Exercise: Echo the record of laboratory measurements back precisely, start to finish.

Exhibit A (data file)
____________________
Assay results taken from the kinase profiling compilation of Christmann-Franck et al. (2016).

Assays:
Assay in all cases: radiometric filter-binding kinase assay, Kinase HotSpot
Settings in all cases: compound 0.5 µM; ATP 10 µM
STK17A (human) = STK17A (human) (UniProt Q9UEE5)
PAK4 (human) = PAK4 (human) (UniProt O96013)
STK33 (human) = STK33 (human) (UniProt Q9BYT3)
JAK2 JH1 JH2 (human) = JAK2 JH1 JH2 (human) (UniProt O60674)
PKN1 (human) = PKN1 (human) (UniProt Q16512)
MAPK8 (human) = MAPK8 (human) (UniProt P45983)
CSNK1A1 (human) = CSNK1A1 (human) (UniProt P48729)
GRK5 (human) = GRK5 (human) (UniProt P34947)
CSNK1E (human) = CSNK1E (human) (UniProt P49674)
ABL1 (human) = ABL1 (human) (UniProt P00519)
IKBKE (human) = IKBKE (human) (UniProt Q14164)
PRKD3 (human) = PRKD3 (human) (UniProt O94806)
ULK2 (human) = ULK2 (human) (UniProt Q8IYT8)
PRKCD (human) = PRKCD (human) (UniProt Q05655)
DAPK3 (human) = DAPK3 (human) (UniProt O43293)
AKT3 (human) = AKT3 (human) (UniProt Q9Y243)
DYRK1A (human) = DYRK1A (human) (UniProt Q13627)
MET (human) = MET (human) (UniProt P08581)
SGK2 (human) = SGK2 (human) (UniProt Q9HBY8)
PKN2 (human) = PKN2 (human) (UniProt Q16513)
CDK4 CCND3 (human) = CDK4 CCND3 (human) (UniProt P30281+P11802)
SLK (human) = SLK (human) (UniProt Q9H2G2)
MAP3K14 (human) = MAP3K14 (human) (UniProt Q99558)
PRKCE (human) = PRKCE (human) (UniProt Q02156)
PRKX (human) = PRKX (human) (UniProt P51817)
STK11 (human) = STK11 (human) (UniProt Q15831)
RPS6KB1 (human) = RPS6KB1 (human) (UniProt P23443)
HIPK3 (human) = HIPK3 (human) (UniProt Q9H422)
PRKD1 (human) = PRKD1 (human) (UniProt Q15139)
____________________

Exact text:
Assay results taken from the kinase profiling compilation of Christmann-Franck et al. (2016).

Assays:
Assay in all cases: radiometric filter-binding kinase assay, Kinase HotSpot
Settings in all cases: compound 0.5 µM; ATP 10 µM
STK17A (human) = STK17A (human) (UniProt Q9UEE5)
PAK4 (human) = PAK4 (human) (UniProt O96013)
STK33 (human) = STK33 (human) (UniProt Q9BYT3)
JAK2 JH1 JH2 (human) = JAK2 JH1 JH2 (human) (UniProt O60674)
PKN1 (human) = PKN1 (human) (UniProt Q16512)
MAPK8 (human) = MAPK8 (human) (UniProt P45983)
CSNK1A1 (human) = CSNK1A1 (human) (UniProt P48729)
GRK5 (human) = GRK5 (human) (UniProt P34947)
CSNK1E (human) = CSNK1E (human) (UniProt P49674)
ABL1 (human) = ABL1 (human) (UniProt P00519)
IKBKE (human) = IKBKE (human) (UniProt Q14164)
PRKD3 (human) = PRKD3 (human) (UniProt O94806)
ULK2 (human) = ULK2 (human) (UniProt Q8IYT8)
PRKCD (human) = PRKCD (human) (UniProt Q05655)
DAPK3 (human) = DAPK3 (human) (UniProt O43293)
AKT3 (human) = AKT3 (human) (UniProt Q9Y243)
DYRK1A (human) = DYRK1A (human) (UniProt Q13627)
MET (human) = MET (human) (UniProt P08581)
SGK2 (human) = SGK2 (human) (UniProt Q9HBY8)
PKN2 (human) = PKN2 (human) (UniProt Q16513)
CDK4 CCND3 (human) = CDK4 CCND3 (human) (UniProt P30281+P11802)
SLK (human) = SLK (human) (UniProt Q9H2G2)
MAP3K14 (human) = MAP3K14 (human) (UniProt Q99558)
PRKCE (human) = PRKCE (human) (UniProt Q02156)
PRKX (human) = PRKX (human) (UniProt P51817)
STK11 (human) = STK11 (human) (UniProt Q15831)
RPS6KB1 (human) = RPS6KB1 (human) (UniProt P23443)
HIPK3 (human) = HIPK3 (human) (UniProt Q9H422)
PRKD1 (human) = PRKD1 (human) (UniProt Q15139)